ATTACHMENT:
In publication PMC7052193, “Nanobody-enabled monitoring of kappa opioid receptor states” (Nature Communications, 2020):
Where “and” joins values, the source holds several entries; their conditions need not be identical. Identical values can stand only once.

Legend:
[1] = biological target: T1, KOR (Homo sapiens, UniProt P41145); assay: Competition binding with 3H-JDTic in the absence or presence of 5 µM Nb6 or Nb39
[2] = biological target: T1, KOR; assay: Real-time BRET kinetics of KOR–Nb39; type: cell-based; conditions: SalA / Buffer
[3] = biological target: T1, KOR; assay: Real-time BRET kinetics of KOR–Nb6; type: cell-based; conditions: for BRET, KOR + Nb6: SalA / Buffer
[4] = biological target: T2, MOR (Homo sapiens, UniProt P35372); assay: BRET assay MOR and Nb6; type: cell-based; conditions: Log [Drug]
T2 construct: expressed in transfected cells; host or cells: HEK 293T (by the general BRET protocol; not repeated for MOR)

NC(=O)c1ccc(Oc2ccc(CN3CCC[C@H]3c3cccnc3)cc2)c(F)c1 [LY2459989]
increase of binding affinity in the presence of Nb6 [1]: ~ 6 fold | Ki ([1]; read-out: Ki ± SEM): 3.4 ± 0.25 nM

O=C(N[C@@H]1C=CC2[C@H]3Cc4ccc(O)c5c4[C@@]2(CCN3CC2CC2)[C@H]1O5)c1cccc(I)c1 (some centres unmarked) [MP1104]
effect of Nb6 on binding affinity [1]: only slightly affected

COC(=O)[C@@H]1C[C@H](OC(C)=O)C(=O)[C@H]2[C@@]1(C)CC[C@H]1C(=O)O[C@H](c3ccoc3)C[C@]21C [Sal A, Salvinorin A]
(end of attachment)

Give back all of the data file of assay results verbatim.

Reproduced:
In publication PMC7052193, “Nanobody-enabled monitoring of kappa opioid receptor states” (Nature Communications, 2020):
Where “and” joins values, the source holds several entries; their conditions need not be identical. Identical values can stand only once.

Legend:
[1] = biological target: T1, KOR (Homo sapiens, UniProt P41145); assay: Competition binding with 3H-JDTic in the absence or presence of 5 µM Nb6 or Nb39
[2] = biological target: T1, KOR; assay: Real-time BRET kinetics of KOR–Nb39; type: cell-based; conditions: SalA / Buffer
[3] = biological target: T1, KOR; assay: Real-time BRET kinetics of KOR–Nb6; type: cell-based; conditions: for BRET, KOR + Nb6: SalA / Buffer
[4] = biological target: T2, MOR (Homo sapiens, UniProt P35372); assay: BRET assay MOR and Nb6; type: cell-based; conditions: Log [Drug]
T2 construct: expressed in transfected cells; host or cells: HEK 293T (by the general BRET protocol; not repeated for MOR)

NC(=O)c1ccc(Oc2ccc(CN3CCC[C@H]3c3cccnc3)cc2)c(F)c1 [LY2459989]
increase of binding affinity in the presence of Nb6 [1]: ~ 6 fold | Ki ([1]; read-out: Ki ± SEM): 3.4 ± 0.25 nM

O=C(N[C@@H]1C=CC2[C@H]3Cc4ccc(O)c5c4[C@@]2(CCN3CC2CC2)[C@H]1O5)c1cccc(I)c1 (some centres unmarked) [MP1104]
effect of Nb6 on binding affinity [1]: only slightly affected

COC(=O)[C@@H]1C[C@H](OC(C)=O)C(=O)[C@H]2[C@@]1(C)CC[C@H]1C(=O)O[C@H](c3ccoc3)C[C@]21C [Sal A, Salvinorin A]